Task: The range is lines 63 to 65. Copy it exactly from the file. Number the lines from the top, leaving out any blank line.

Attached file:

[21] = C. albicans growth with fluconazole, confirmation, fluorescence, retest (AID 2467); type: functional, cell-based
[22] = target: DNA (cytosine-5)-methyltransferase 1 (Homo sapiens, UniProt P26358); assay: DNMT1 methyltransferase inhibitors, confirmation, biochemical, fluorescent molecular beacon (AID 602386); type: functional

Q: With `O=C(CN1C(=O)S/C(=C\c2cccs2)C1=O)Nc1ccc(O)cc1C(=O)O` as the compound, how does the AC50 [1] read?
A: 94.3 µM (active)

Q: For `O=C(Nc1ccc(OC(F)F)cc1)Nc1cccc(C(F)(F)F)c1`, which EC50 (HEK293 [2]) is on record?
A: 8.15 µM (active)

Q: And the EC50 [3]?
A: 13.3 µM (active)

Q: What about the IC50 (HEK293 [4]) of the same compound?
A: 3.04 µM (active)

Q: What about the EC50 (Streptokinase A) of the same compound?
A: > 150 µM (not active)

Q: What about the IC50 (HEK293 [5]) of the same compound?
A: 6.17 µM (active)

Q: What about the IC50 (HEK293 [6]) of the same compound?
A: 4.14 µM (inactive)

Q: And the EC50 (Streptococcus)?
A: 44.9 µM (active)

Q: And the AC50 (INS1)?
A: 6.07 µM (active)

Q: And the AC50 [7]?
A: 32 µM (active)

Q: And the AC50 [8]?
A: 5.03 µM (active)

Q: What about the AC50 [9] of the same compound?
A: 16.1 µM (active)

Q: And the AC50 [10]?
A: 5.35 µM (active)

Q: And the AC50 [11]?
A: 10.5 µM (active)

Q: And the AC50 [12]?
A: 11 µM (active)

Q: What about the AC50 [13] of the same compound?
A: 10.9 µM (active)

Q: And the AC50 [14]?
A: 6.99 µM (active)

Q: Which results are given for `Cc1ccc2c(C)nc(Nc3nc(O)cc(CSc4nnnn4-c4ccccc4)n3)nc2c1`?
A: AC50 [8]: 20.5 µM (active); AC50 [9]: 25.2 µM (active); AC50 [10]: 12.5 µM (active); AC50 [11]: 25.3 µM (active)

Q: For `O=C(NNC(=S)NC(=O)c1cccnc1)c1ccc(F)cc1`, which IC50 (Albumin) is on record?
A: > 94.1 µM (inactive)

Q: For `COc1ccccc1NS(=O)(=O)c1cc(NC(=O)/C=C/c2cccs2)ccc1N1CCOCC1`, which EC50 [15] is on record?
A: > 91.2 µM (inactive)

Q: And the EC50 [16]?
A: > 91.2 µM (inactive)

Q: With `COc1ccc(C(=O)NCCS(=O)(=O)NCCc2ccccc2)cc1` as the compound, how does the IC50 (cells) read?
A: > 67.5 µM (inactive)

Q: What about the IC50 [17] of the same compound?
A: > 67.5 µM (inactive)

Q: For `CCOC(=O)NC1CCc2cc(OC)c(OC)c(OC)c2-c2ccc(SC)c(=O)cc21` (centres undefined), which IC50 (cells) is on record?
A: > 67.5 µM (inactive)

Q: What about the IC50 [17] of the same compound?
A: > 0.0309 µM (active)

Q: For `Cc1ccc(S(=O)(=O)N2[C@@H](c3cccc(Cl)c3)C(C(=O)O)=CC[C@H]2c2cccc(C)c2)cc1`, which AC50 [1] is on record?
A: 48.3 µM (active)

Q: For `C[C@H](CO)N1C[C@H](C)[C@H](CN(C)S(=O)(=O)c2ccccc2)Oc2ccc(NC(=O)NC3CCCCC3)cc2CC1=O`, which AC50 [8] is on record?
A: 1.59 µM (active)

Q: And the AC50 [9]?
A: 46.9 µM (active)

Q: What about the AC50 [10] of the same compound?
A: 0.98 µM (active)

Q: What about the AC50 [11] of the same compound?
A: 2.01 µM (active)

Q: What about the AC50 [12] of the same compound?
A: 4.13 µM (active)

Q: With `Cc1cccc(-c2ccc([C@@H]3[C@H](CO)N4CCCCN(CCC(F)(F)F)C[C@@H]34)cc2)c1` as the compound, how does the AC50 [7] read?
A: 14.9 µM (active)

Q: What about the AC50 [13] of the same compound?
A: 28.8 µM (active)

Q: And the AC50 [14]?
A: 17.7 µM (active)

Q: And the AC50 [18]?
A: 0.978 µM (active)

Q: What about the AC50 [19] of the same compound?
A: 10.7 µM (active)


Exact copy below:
Q: What about the AC50 [12] of the same compound?
A: 4.13 µM (active)

Q: With `Cc1cccc(-c2ccc([C@@H]3[C@H](CO)N4CCCCN(CCC(F)(F)F)C[C@@H]34)cc2)c1` as the compound, how does the AC50 [7] read?